OTOH, this can be turned to our advantage in several ways, as has been innumerated by others. Theres also the side benefit that come election time this will be one more move by the Liberals that we can use against them with the majority of American’s, so it will definately be a case of “he who is jubilant last laughs best”. I also plan to work as hard as I can for any and all Republican candidates the next time around. Its time to really show these turncoats that pass themselves off as “American’s” that this really IS America, and not some messed up version of France. I won’t be happy with anything less than a complete repudiation of the Progressive Marxist ideology.

    - Bang **==

  5. Rob says:

    I see this Supreme Court ruling as a defeat for the terrorists and their Conservative lackeys who wish to destroy freedom and turn America into a dictatorship.

    The President has to obey the law. That’s what makes our country great.

  6. Severian says:

    Only a person living in a complete fantasy land could view the Supreme Court decision as a defeat for the terrorists. Man, with more “defeats” like this, and the NYT’s outing of intel programs, the terrorists will be setting up shop in Washington DC before the end of the decade.

    Nice try, but no ceegar, thanks for playing, your consolation prize will be more Democratic losses in the Fall elections.

  7. Dave in CO says:

    …destroy freedom and turn America into a dictatorship.

    Can any rational person posting on this blog point to a single instance where their rights have been violated and their freedoms taken away? Anyone?

    Didn’t think so. People who are this mentally unbalanced need our prayers.

  8. “I see this Supreme Court ruling as a defeat for the terrorists and their Conservative lackeys who wish to destroy freedom and turn America into a dictatorship.”

    You can take your thoughts about “conservative lackeys” and shove ‘em, Rob.

  9. Severian says:

    You can take your thoughts about “conservative lackeys” and shove ‘em, Rob.

    Yeah, as Max Headroom once said “With friends like these, who needs en en enemas.”

  10. LOL Sev.

    I’ve just had enough of the constant whining by the usual suspects about how conservatives want to take everyone’s rights away via using the WOT as a ‘smokescreen.’

    The gloves are off.

  11. sanity says:

    All this will do is force the Amdimistration to make tribunals constitutional, and I can guarantee propsals are already on the way to do just that.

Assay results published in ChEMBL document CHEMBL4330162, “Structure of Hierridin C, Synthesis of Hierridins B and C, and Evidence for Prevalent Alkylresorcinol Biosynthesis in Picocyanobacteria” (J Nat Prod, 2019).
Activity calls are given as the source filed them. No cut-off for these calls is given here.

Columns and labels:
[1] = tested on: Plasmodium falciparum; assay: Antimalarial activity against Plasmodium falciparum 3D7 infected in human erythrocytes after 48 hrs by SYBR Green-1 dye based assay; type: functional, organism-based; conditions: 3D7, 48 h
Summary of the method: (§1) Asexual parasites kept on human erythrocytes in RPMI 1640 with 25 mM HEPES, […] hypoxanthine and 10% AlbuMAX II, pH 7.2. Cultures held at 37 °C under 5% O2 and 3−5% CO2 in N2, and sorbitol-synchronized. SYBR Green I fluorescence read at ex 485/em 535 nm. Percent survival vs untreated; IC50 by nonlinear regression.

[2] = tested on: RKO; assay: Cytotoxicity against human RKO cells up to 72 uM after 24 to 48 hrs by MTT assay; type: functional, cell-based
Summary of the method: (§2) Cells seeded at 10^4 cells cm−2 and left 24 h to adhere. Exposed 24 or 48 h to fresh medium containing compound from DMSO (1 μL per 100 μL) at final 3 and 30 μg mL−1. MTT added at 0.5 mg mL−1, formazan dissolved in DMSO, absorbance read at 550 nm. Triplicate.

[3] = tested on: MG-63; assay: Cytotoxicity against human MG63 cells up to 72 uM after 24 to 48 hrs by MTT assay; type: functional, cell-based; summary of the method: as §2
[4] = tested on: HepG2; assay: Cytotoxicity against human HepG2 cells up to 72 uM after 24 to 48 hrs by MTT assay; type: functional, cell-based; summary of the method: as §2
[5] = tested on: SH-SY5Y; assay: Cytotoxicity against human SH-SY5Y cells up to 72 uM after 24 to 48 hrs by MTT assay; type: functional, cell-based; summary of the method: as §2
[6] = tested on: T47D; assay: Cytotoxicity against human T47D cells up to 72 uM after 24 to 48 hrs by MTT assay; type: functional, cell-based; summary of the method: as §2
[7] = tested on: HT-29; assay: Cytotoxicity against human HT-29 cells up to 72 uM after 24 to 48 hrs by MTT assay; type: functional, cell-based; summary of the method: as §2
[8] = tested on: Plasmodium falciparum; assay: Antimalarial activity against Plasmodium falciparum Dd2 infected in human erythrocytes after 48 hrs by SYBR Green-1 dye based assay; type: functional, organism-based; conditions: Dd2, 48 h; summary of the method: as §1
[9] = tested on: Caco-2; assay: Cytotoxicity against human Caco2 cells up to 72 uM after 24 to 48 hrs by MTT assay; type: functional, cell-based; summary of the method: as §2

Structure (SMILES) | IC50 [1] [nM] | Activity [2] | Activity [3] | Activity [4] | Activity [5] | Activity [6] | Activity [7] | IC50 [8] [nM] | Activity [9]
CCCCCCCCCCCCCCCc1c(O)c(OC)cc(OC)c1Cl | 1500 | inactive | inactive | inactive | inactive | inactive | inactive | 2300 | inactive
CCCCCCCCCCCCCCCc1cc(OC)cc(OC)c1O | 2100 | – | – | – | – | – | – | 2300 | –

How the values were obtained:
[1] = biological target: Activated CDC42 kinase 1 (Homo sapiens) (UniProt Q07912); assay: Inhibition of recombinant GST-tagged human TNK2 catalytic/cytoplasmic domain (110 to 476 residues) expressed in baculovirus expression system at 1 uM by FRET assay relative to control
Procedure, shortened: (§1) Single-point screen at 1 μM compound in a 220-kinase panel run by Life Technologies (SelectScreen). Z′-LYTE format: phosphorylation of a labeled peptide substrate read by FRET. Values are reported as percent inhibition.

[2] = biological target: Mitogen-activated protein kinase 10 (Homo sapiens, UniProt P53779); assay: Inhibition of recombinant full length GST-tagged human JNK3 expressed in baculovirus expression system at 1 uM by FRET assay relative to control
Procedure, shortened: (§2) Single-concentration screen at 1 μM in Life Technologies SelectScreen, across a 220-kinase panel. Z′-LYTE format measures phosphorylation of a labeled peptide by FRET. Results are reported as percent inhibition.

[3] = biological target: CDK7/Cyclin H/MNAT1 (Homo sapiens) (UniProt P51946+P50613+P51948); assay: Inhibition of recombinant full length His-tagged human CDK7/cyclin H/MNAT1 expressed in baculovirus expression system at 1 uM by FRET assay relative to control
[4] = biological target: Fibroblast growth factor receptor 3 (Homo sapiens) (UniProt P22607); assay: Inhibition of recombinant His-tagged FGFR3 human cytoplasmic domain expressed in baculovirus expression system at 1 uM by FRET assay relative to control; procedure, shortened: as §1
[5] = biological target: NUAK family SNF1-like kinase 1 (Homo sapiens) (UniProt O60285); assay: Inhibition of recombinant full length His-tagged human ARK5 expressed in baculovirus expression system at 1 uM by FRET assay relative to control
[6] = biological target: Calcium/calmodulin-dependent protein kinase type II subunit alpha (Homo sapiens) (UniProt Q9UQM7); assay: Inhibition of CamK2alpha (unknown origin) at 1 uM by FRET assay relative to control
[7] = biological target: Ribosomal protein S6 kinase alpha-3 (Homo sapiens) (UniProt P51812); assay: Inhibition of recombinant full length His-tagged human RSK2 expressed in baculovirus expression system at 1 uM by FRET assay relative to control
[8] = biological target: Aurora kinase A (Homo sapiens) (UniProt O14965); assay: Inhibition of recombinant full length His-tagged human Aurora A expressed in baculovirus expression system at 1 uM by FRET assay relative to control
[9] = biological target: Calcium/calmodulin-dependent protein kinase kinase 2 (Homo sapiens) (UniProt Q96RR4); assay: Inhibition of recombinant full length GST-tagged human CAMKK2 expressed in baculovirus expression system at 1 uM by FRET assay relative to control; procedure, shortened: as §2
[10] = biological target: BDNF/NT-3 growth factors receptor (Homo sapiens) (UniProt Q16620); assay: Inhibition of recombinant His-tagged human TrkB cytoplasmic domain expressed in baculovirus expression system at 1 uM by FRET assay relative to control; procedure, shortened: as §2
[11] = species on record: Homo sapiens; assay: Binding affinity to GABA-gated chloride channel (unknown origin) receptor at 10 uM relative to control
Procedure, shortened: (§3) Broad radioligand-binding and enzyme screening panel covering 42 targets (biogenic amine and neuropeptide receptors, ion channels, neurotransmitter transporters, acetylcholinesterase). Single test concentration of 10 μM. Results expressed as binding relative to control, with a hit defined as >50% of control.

There has also already been legal precedent that the Commander and Chief, the President, has the power to convene military tribunals that date back even before the Constitution.

    Also (from scotusblog.com):

    the Court merely held that the Uniform Code of Military Justice (UCMJ) requires war crimes trials held before a military tribunal to be conducted in accordance with the law of war, and that the Geneva Conventions are part of the law of war.

    If it comes into play that these wartime prisoners caught on the field of battle, meaning either firing on US troops or engaged in other terror related activitie, if these prisoners are determined not to accorded Geneva Conventions, then this all falls apart for the Supreme Courts ruling anyways.

    Also, if somehow they do determine that these prisoners fall under Geneva Conventions, then I say we treat them in strict accordance with the conventions, though I have yet to read it, not sure what it says about ethinically prepared foods being served to them and Qurans being handed out, and free soccer time, and yard play, and prayer time…ect. If it is determined that they are held under geneva Conventions, hold them in strict adherance to it.

    Personally, I say we treat them like our friendly Sheriff in arapo county, make it a tent city, no air conditioning, they eat bologna sandwiches and make them wear pink underwear.

    There is plenty of talk that the Court has overstepped its bounds in this decision also, ignoring set precedent (something they hold up like the holy grail in Roe vs Wade), and making a decision that has never been done to any sitting president in history.

    From Freerepublic.com:

    The Detainee Treatment Act of 2005, enacted last December, gives the U.S. Court of Appeals in Washington, D.C., exclusive jurisdiction to review habeas-corpus petitions from the terrorists detained at Guantanamo Bay. The act also expressly provides that, other than that court, “no court, justice, or judge shall have jurisdiction to hear or consider . . . an application for a writ of habeas corpus filed by or on behalf of an alien detained by the Department of Defense at Guantanamo Bay, Cuba . . .” Legislative word-smithing does not get much clearer than that. Equally clear is Congress’s authority to restrict the appellate jurisdiction of the Supreme Court; Article III, Section 2, of the Constitution describes that the appellate jurisdiction of the Supreme Court is subject to “such Exceptions, and under such Regulations as the Congress shall make.”

    That by virtue of this move, military commissions are to be condemned as not “regularly constituted” under Geneva, despite their recognition in American law and their active, orderly, rule-bound use in American wars since 1847.

    Some good reviews on this can be seen:
    Here and Here.

  12. - You gotta just love the “Progressives” version of “The Law”, which translates too, “if you don’t like a law just tell your activist judges what you want, and they’ll “make law” in any manner you like.”

    - Once we get the court back in tune with the wishes of the American majority, not to mention the Constitution, which seems to be a “writ of the Devil” for Liberals, I sincerely hope future generations will remember how we slep through the 70′s, 80′s, and 90′s, and never again allow a minority to gerrymander the SCOTUS again.

    - Bang **==

  13. Shrek says:

    At least the moron got his moniker right. Baby steps man, baby steps. Just one word at a time. That’ll do donkey.